The Pirates of Penzance

It is difficult to imagine the schoolboys of today dressing in ladies' attire as cheerfully as those shown in this 1937 photograph, and it is perhaps as well that King James's is now a mixed-sex establishment. These Gilbert & Sullivan productions were an annual feature of school life from 1922 to 1938, initially being masterminded by Major Hirst and Haydn Sandwell and later by Mrs Sizer and Harry Gledhill. The tradition was revived after the Second World War with productions of The Mikado (1947), The Gondoliers (1948), The Pirates of Penzance (1949) and HMS Pinafore (1953).
‘Big Tree’

The 'Big Tree' was a feature of the school yard for a great many years. In due course, the roots were enclosed within a stone wall with a slatted seat. Sadly, the tree died in recent years although its remains can still be seen at the top of the 'bunk'. The old woodwork room, art room and cycle shed can be seen in the background.

The school yard

This view of the school yard in 1937 shows the famous caretaker Jim Armitage (inset) who joined the School in 1913 and was a familiar figure for the following 25 years. According to Gerald Dobson (1916-1925), he was a somewhat grotesque figure with a huge hump under his right shoulder and a 'round fleshy growth the size of a man's fist' on the left side of his neck. He was never seen to wear an overcoat and seldom a jacket.*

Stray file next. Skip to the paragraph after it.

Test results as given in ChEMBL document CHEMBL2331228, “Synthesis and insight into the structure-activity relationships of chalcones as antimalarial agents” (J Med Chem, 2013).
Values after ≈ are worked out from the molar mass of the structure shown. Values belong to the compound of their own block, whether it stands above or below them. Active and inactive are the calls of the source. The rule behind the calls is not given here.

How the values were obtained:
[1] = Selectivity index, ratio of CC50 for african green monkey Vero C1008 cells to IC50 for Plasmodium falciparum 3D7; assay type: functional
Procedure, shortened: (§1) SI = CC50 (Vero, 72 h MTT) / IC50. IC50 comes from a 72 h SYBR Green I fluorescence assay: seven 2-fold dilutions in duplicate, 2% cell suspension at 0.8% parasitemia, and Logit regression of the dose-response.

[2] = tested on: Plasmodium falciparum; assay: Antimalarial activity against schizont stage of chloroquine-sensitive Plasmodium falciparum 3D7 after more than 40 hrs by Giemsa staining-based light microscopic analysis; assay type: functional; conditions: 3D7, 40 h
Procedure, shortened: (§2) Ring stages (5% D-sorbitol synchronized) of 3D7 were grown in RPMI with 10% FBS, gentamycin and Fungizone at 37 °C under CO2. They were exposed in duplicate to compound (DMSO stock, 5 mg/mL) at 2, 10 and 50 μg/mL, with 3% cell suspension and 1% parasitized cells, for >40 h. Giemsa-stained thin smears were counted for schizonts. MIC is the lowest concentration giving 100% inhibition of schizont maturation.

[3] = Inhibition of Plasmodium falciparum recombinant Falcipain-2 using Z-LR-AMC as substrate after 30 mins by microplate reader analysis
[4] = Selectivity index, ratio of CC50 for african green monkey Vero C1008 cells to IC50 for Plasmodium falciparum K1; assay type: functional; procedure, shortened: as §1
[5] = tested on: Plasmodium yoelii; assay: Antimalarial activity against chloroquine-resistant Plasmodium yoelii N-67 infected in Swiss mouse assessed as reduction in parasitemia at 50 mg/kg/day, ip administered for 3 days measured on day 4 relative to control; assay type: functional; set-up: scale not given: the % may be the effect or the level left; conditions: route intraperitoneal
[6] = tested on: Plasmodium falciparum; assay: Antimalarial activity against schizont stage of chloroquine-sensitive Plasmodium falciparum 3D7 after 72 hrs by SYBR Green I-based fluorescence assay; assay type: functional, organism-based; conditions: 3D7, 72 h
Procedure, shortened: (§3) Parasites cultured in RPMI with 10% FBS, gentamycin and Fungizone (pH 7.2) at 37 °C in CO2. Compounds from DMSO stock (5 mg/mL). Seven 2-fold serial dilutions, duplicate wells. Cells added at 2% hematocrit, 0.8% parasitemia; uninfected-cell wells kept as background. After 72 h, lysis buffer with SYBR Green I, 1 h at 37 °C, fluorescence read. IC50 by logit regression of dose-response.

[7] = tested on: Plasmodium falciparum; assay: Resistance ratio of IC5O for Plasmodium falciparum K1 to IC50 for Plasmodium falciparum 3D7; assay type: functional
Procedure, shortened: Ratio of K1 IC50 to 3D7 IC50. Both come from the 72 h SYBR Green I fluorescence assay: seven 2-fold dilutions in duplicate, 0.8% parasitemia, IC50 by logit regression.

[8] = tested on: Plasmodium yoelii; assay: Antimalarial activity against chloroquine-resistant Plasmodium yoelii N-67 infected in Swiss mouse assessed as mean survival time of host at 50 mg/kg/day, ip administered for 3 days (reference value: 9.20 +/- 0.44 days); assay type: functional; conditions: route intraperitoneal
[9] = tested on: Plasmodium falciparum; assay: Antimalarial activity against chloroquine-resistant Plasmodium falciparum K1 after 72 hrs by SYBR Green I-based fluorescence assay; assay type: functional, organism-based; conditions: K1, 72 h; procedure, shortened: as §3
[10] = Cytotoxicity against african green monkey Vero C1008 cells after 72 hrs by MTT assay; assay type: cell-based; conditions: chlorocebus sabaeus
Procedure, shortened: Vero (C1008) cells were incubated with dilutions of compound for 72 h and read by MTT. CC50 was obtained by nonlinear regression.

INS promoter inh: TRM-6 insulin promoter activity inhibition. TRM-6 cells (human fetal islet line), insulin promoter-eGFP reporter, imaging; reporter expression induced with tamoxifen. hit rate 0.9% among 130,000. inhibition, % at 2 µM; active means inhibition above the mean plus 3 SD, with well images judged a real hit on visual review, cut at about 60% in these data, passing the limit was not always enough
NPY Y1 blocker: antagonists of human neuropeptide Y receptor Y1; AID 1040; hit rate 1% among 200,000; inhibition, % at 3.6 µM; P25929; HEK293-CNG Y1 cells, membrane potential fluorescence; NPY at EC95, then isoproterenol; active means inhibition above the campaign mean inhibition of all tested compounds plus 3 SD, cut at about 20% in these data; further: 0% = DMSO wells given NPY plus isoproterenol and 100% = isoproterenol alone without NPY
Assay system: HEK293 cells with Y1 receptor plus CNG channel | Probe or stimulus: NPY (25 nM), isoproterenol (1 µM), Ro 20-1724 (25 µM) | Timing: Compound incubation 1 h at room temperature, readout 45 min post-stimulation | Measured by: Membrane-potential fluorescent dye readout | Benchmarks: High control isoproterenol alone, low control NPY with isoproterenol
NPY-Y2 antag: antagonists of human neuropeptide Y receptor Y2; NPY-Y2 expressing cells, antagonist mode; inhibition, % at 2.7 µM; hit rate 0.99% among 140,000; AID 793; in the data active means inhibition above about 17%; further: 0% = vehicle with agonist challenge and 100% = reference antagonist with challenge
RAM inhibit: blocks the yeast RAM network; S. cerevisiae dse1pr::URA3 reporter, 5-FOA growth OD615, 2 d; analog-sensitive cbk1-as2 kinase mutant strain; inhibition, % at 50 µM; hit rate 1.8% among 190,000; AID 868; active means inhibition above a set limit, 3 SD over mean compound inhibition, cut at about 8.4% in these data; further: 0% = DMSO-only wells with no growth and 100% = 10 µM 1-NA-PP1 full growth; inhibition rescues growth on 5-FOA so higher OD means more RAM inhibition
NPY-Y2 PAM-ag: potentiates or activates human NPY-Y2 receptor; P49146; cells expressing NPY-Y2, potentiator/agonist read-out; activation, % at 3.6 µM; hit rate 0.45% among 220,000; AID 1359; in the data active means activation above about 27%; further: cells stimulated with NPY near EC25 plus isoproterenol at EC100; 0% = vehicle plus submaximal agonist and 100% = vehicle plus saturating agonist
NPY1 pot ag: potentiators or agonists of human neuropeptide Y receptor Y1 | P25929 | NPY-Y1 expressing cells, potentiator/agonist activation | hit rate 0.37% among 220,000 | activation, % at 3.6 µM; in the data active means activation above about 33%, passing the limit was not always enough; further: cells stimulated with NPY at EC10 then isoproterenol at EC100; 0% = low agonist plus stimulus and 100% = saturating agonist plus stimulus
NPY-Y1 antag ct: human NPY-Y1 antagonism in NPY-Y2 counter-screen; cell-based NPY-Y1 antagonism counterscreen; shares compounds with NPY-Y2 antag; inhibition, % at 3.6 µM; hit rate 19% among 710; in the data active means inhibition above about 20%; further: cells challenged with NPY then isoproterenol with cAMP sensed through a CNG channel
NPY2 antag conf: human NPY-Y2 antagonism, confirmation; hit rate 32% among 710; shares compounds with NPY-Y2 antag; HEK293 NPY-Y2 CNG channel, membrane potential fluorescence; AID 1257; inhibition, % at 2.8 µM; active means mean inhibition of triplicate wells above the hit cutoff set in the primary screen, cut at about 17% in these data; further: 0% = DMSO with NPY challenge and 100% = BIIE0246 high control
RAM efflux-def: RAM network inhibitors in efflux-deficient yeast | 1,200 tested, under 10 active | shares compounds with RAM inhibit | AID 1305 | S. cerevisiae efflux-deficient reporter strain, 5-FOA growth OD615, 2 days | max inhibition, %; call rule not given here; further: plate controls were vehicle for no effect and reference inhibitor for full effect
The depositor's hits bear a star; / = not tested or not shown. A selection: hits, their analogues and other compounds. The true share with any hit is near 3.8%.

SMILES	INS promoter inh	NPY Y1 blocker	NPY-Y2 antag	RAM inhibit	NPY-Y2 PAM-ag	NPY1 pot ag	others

*A History of King James's Grammar School in Almondbury/Gerald Hinchliffe (The Advertiser Press Limited)

The Cloisters

On 12th December 1851, the Headmaster (Rev Alfred Easther), the Vicar of Almondbury (Rev L Jones) and four others met up at the School to set up 'The Chemical Society of King James's Free School in Almondbury'. One of them was John Nowell, a school governor who had formed friendships with such leading figures of the day as Michael Faraday, Humphrey Davy and John Dalton.
It was the first such organisation in the district and a few years later, in 1868, it acquired a home when 'The Cloisters' (a former covered playground) became one of the first chemistry classrooms in the country. It had a chequered history over the years: it later became a general classroom; then a gymnasium; and finally an outside cloakroom.

The building was demolished in 1938, the year after this photograph was taken, during the course of the major School extensions undertaken at that time.

Tennis courts

The two grass courts dominate the foreground of this photograph. A few months later, the bulldozers moved in and demolished the 1900 science laboratories seen in the distance on the left. During the same hectic period of reconstruction, the old 'Cloisters' and the woodwork/artroom were also demolished to make room for new purpose-designed facilities. Fortunately, the Dorms and the 'Big' survived.